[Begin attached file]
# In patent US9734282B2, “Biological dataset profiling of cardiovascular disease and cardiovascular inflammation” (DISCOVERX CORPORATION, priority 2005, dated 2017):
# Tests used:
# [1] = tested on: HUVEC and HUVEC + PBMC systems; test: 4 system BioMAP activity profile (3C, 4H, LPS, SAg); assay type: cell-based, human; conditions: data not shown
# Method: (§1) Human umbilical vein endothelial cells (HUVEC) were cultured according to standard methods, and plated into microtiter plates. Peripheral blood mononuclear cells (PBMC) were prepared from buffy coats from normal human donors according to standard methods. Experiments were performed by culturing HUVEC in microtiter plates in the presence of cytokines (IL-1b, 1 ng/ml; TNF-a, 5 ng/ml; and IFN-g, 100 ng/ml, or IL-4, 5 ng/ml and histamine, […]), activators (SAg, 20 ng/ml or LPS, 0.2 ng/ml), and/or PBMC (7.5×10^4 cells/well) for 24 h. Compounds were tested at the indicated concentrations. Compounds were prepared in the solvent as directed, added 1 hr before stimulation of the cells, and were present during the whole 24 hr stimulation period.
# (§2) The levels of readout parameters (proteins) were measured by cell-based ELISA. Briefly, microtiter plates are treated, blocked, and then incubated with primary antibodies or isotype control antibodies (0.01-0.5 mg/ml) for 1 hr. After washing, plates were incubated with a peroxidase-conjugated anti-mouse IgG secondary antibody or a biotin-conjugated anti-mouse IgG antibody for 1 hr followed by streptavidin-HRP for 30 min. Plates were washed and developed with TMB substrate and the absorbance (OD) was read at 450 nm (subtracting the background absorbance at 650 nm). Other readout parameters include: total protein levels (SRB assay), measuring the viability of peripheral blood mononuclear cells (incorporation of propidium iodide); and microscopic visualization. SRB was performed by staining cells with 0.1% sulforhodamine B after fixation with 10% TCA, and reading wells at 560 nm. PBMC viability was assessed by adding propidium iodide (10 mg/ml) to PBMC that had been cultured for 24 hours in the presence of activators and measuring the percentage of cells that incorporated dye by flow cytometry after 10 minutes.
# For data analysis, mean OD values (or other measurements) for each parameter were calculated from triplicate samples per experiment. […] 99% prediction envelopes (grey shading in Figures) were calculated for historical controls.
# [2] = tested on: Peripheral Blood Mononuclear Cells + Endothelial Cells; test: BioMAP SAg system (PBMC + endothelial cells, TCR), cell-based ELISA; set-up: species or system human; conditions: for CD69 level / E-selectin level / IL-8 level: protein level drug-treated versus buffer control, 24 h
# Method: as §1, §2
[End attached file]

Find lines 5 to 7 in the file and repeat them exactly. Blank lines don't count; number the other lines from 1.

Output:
# (§2) The levels of readout parameters (proteins) were measured by cell-based ELISA. Briefly, microtiter plates are treated, blocked, and then incubated with primary antibodies or isotype control antibodies (0.01-0.5 mg/ml) for 1 hr. After washing, plates were incubated with a peroxidase-conjugated anti-mouse IgG secondary antibody or a biotin-conjugated anti-mouse IgG antibody for 1 hr followed by streptavidin-HRP for 30 min. Plates were washed and developed with TMB substrate and the absorbance (OD) was read at 450 nm (subtracting the background absorbance at 650 nm). Other readout parameters include: total protein levels (SRB assay), measuring the viability of peripheral blood mononuclear cells (incorporation of propidium iodide); and microscopic visualization. SRB was performed by staining cells with 0.1% sulforhodamine B after fixation with 10% TCA, and reading wells at 560 nm. PBMC viability was assessed by adding propidium iodide (10 mg/ml) to PBMC that had been cultured for 24 hours in the presence of activators and measuring the percentage of cells that incorporated dye by flow cytometry after 10 minutes.
# For data analysis, mean OD values (or other measurements) for each parameter were calculated from triplicate samples per experiment. […] 99% prediction envelopes (grey shading in Figures) were calculated for historical controls.
# [2] = tested on: Peripheral Blood Mononuclear Cells + Endothelial Cells; test: BioMAP SAg system (PBMC + endothelial cells, TCR), cell-based ELISA; set-up: species or system human; conditions: for CD69 level / E-selectin level / IL-8 level: protein level drug-treated versus buffer control, 24 h